Characteristic milestone Without a doubt, the aqueduct is the city’s most relevant and characteristic milestone. It has remained in almost perfect conditions throughout the centuries up to date. Up until very recently, it would provide water to the city’s’ fortress, though it is important to mention that the aqueduct has worn out considerably due to the weather and the granites’ erosion process.
RestaurationIn order to guarantee its endurance, Francisco Jurado and his team carried out a meticulous restauration process that has taken over 8 years to be finished, with side effects such as the necessity to change the traffic around the aqueduct. In the year 1992, cars were no longer allowed to pass under the structure, though are still able to drive next to it, hardly a few meters away, which causes the aqueduct to suffer from their pollution.
Residence of Alfonso VIII
Due to the remains found in the area, it is believed that back during Roman-dominance times, some other structure stood were the Fortress does now. Furthermore, the Fortress has apparently been built from the ruins of the former structure.
The former structure is believed to be some sort of Hispanic-Arabic stronghold built in the year 1122. It was Alfonso 8th main residence, and was reconstructed and enlarged multiple times between Alfonso 10th and Felipe 2nd. It was Felipe II’s idea to reconstruct it in the way it is now, its shape is unique among all Spanish castles.
During the Middle Ages, it became one of the Castile Kings favorite residences, for reasons such as its safety and its proximity to hunting grounds. Inhabited multiple times, it became one of the most luxurious castle-like residences of the 15th century. The fortress was later turned into a State Penitentiary until the year 1762, when Carlos III placed the headquarters of Segovia’s’ Royal School or Artillery there.
After being declared Historic-Artistic Monument in the year 1931, the Patronato Del Alcázar (Acázar’s Board of Trustees) was funded in the year 1953 in order to protect it and its contents.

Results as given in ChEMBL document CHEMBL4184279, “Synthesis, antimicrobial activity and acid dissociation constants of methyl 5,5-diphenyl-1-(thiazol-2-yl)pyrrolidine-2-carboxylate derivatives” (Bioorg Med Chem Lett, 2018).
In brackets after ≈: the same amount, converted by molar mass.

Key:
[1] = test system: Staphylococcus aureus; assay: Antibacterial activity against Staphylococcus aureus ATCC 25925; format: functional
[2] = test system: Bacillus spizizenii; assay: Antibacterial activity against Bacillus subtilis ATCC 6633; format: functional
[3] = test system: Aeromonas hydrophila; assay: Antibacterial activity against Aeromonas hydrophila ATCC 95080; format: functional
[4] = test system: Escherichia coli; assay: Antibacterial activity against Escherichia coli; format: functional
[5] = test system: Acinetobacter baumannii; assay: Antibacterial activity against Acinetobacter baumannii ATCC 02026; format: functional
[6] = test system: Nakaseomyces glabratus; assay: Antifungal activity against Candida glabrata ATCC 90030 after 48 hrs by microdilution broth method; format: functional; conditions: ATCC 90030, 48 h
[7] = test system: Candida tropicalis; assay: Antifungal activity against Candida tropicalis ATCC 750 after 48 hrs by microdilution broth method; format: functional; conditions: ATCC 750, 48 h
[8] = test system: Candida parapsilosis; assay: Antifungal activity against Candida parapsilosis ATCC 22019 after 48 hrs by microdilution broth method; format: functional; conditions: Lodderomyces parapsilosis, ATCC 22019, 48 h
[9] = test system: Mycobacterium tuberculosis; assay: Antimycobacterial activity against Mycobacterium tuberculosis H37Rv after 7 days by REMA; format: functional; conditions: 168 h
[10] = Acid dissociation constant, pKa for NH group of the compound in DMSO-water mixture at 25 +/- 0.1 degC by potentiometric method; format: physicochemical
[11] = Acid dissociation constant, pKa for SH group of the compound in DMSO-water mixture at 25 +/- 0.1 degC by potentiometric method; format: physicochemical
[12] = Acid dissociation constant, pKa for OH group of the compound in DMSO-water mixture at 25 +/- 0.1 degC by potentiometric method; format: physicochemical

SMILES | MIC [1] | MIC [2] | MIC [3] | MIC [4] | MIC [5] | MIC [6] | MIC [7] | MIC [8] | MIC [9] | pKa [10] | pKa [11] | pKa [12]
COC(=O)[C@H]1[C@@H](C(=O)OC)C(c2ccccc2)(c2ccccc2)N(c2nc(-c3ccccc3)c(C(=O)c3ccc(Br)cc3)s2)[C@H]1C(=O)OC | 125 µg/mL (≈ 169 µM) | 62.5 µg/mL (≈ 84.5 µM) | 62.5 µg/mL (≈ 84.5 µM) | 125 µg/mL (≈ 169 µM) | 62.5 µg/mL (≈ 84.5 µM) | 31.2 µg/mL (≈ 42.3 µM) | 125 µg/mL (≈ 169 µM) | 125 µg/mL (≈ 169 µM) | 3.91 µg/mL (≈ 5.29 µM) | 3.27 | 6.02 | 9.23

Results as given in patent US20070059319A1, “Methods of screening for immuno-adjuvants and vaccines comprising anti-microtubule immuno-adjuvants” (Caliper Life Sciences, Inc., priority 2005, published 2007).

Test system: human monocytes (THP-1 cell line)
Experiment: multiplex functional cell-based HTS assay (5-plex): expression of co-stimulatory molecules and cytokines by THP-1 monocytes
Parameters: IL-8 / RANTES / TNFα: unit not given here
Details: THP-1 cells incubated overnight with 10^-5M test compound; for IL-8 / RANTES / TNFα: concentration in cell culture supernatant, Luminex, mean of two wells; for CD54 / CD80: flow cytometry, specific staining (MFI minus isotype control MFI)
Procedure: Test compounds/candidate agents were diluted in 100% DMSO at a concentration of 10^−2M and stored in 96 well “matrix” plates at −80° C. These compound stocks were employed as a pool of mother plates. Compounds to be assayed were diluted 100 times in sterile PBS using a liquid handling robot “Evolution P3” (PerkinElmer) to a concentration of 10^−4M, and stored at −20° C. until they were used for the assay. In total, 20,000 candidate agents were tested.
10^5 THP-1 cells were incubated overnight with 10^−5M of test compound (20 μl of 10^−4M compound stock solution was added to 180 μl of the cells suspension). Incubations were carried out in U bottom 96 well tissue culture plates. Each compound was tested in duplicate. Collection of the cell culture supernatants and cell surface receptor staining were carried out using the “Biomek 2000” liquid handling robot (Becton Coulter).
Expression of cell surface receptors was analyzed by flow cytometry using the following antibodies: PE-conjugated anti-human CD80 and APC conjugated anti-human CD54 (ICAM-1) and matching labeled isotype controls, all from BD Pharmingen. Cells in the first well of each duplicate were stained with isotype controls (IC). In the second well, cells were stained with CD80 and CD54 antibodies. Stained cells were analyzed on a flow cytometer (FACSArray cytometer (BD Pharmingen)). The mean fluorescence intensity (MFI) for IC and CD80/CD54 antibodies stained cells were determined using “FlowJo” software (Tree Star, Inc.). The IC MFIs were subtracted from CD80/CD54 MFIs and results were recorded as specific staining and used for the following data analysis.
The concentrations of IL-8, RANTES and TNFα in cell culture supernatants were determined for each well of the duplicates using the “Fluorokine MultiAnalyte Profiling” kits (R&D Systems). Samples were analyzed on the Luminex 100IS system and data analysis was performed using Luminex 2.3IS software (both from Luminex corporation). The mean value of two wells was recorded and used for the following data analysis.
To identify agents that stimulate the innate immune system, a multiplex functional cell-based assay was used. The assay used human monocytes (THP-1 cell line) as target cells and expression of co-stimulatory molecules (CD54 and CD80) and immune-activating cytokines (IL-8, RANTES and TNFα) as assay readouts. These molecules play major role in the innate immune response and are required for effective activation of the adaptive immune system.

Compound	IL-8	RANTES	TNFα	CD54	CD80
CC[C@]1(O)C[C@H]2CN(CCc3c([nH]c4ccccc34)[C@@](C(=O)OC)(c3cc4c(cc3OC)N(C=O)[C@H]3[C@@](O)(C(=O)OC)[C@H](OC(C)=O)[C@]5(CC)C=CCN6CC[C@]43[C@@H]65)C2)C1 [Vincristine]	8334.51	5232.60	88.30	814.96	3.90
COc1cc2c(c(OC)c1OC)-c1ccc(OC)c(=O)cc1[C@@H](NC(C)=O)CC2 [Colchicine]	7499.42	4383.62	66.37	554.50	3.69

The Castles inner arrangement is divided in two main areas: the outside of the Castle; which includes a courtyard, a moat, a drawbridge and the Tribute Tower. Regarding the inside of the castle, we can find a chapel and multiple royal halls which are open to visitors these days.
Inside the Castle, we can also appreciate how each hall has been decorated tastefully by multiple Painters and Artists from Mudéjar. Today, it serves as Museum of Weapons and the General Military Archives of Segovia, the oldest one that belongs to the Spanish Armed Forces.
The Lady of Cathedrals
Commonly know as the “Lady of the Cathedrals” due to its size and elegance, the Holy Church Cathedral of Our Lady of Asunción and San Frutos of Segovia (Santa Iglesia Catedral de Nuestra Señora de la Asunción y de San Frutos de Segovia) was built between the 16th and 18th centuries.
This Cathedral represents both Gothic and Renaissance like styles, and was one of the most belated constructions of this nature in Spain and in Europe, seeing as it was erected in the 16th century, time during which the Renaissance Style Architecture was rapidly taking over Europe.
Segovia’s Santa María Cathedral was destroyed in the year 1520, during the Spanish War of the Communities (Guerra de las Comundiades), so in the year 1525 the process began to erect a new one under the commands of Juan Gil de Hontañón.
Financed by the city’s citizens and the working unions, its structure is divided in three high naves and an ambulatory, showcasing thinly traced windows. Its interior is entirely gothic, except for the dome built in the year 1630, achieving an overall intimidating and clean look.
Among the different chapels, we highlight the Santísimo Sacramento one, with an altarpiece made by José de Churriguera, the San Andrés one, with its Flemish triptych representing the descent of Abrosius Benson and the Descent of the Lying Christ by Gregorio Fernández. The main altarpiece, by Francisco Sabatini, is dedicated to the Holy virgin of Peace. It’s sourrounded by sculptures of different Segovian Saints such as San Frutos, San Geroteo, San Valentín and Santa Engracia.
The Artillery Academy
Royal School Of Artillery
Spanish Military Institution founded on May 16thm 1764 as the Royal School Of Artillery in Segovia’s Alcázar back in the days of Carlos III, and the initiative of its primer director, Feliz Gozzola. It is the oldest military academy across de globe still in use.
The Commemorative Ceremony of the Academy’s 250 anniversary, celebrated on May 16th 2014, was chaired by Spain’s former King, Juan Carlos I, and it was the last military act before he announced his abdication.
The Academy’s main purpose is towards education, perfectionism studies, Simulator Training for Official stops, NCO’s and General Troops of the Spanish Ground Army.
The current headquarters of the Artillery Academy is the former San Francisco Convent, in Segovia.